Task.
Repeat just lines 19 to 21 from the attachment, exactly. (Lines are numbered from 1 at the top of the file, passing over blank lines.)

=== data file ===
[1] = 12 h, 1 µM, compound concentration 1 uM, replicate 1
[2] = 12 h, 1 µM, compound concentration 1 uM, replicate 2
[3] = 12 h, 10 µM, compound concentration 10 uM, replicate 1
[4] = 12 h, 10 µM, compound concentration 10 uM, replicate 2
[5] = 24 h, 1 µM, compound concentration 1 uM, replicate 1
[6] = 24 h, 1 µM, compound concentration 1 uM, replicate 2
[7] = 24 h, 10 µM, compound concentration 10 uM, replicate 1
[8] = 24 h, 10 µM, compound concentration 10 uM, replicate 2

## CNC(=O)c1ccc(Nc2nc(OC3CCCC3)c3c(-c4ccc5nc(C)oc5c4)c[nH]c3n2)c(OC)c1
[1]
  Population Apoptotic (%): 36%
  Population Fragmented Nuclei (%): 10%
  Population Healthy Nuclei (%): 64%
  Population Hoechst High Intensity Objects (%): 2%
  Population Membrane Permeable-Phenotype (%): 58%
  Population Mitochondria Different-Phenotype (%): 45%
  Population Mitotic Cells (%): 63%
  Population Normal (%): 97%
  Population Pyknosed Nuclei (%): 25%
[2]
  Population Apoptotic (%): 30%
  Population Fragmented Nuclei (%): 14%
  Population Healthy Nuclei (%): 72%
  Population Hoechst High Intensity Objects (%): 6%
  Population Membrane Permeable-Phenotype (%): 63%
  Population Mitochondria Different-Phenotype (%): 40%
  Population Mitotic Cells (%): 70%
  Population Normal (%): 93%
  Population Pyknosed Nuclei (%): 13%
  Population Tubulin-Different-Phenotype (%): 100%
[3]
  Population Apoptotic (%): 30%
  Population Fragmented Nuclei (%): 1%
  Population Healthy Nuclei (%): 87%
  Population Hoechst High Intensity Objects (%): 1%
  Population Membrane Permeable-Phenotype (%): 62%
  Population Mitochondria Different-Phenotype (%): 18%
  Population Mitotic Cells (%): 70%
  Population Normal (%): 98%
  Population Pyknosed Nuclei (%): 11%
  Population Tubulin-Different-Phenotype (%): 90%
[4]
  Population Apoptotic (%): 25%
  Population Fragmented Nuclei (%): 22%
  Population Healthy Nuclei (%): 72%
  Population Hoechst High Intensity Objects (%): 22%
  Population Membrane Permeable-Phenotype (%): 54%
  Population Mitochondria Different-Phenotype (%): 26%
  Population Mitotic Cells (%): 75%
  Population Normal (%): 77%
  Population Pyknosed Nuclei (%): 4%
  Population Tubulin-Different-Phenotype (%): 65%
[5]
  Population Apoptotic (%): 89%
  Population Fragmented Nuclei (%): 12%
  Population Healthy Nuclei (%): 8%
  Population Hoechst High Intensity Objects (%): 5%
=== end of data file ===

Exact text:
  Population Pyknosed Nuclei (%): 25%
[2]
  Population Apoptotic (%): 30%